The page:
3. “The depth to which [Kingston] explained the training she experienced from the elderly man and woman on the mountain suggests a more metaphysical approach to the issue of empowerment. Rather than overcoming adverse reaction by society, and her community in particular, to the advent of an independent, strong, and free-thinking Chinese-American woman, Kingston accomplishes the aforementioned transformation in the dream sequence of the narrative. The narrative and its connection to the subconscious cannot be overlooked. Kingston deals with empowerment and status, but also defines the immense resistance expressed by the Chinese community in America, and by the male component of the power structure in America. By using the dream to arrive at her independence, Kingston speaks to the subconscious awakening of women who break through society’s conventions” (Premakumar 11/19/96).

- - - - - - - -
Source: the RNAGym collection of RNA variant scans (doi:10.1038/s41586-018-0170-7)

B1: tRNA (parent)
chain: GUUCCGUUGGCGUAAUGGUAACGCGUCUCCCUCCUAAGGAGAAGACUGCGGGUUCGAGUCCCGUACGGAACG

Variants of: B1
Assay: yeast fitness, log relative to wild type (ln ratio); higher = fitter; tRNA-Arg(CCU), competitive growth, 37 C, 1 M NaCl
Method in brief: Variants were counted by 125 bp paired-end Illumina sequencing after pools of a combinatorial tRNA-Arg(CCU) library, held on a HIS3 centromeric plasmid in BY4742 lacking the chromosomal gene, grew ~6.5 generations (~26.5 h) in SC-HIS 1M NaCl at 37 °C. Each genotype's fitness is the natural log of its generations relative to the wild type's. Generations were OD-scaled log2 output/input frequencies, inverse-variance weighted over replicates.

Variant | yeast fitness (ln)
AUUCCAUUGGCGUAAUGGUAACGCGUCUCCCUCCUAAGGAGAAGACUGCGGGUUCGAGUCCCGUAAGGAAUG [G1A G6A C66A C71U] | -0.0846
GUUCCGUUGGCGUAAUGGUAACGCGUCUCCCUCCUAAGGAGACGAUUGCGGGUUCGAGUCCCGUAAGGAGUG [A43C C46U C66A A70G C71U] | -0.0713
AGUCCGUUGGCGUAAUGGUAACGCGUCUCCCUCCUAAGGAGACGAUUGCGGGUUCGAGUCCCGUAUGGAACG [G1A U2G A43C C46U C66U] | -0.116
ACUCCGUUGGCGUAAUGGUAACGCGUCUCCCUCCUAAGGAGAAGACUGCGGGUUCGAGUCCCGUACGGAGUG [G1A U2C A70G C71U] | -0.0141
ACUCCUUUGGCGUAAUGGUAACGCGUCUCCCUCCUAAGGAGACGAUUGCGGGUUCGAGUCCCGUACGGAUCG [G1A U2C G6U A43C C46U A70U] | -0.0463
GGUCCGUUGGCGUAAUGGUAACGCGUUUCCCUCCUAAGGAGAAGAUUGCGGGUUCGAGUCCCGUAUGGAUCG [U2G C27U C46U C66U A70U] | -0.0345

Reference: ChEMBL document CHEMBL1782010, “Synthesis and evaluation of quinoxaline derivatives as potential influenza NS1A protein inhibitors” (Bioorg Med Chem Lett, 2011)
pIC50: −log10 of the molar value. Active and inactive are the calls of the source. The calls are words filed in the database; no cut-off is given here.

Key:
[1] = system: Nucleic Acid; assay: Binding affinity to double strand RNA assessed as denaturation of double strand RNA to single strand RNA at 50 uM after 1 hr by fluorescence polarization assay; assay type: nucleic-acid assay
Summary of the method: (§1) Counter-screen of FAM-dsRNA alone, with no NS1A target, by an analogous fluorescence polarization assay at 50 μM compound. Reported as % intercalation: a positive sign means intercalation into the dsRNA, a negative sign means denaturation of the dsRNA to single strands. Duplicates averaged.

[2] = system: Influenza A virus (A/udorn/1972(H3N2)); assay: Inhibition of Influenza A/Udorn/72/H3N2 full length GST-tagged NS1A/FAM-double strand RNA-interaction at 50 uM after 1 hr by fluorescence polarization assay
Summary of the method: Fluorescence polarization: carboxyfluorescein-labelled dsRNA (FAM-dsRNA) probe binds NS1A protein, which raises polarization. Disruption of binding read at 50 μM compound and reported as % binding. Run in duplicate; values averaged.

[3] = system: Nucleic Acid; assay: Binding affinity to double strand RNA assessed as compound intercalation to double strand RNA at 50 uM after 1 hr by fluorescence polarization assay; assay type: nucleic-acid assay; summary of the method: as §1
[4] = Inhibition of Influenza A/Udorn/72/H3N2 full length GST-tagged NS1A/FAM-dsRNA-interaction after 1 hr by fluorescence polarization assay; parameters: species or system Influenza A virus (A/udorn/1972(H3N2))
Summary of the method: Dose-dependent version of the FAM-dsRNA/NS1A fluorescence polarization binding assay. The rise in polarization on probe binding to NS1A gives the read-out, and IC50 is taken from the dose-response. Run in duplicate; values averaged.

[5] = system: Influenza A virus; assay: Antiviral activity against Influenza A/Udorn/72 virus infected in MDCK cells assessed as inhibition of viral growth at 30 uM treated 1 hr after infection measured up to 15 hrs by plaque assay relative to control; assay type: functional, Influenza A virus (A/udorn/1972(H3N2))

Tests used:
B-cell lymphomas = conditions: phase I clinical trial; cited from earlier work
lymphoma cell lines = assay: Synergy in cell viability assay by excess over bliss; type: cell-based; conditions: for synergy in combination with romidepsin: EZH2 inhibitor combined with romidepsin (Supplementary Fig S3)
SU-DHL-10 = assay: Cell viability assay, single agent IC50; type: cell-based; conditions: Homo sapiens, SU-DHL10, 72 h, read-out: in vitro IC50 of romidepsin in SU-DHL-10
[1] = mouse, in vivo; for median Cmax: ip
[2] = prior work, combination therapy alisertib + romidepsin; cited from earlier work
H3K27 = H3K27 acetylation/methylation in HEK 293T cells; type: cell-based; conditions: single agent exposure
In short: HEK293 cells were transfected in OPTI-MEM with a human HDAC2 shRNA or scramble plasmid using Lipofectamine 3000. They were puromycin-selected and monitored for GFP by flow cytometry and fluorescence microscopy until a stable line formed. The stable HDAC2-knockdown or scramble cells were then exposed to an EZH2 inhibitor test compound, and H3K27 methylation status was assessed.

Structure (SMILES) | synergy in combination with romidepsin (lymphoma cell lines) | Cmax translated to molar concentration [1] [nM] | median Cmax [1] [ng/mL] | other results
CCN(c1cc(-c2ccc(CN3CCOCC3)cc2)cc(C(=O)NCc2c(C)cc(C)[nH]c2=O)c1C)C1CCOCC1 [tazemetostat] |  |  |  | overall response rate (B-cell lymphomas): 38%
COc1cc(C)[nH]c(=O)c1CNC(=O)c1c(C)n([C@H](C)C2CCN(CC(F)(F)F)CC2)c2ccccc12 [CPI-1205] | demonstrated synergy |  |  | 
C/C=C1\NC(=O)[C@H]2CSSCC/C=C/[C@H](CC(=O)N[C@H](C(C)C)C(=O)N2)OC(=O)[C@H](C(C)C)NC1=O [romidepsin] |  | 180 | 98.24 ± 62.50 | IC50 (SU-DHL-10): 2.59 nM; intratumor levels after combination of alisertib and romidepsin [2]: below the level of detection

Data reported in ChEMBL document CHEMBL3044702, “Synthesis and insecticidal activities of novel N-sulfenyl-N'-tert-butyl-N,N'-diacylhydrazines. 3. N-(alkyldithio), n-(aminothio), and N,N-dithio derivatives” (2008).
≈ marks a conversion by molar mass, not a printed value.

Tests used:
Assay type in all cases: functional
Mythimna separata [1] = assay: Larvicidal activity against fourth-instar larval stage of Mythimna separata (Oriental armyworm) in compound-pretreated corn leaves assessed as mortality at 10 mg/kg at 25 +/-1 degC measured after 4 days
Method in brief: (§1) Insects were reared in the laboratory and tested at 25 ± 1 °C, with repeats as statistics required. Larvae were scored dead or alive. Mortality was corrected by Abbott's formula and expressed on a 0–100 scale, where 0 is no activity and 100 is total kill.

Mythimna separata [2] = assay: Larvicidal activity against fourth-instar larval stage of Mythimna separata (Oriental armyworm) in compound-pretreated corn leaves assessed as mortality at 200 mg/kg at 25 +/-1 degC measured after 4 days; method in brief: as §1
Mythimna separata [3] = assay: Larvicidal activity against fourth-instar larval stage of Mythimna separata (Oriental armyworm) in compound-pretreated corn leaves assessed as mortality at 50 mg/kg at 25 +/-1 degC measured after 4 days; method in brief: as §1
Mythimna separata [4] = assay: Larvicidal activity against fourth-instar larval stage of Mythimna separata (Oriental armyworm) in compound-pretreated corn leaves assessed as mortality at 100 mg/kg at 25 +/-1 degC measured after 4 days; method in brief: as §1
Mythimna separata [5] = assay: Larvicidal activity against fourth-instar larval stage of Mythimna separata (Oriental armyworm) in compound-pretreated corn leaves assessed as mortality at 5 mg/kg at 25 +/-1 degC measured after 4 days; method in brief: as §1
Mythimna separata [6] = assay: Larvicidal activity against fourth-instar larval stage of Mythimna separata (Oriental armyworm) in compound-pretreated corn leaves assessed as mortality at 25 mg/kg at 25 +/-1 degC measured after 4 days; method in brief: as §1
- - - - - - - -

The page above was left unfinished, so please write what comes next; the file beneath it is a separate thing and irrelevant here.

4. Kingston “goes into a story of a great warrior woman who fought for revenge and also became a mother. This is a life that Kingston herself would like to have lived” (Aron 11/19/96).

End of the Lesson Assessment: Which above statement did you strongly agree? Why? Support it with textual evidence.

Homework: Complete the lesson assessment. Read and annotate the 2nd half of White Tiger from page 38 to 53.

 Lesson 5

Session 1 Writing

Objectives: Students will sharpen their skills of analysis by closley examining each step in the PBFF  writing.

Aim: How do we move from ” observation” to ” implication” and make an interpretive leap?

Do Now: Comment on the submitted written responses based on The Woman Warrior.

Mini Lesson- Examine steps 5 &6. We’ll use your PBFF responses to illustrate each step.

  1. Select a passages
  2. contextualize the evidence. Where does the passage come from in the text? Of what larger discussion is it a part?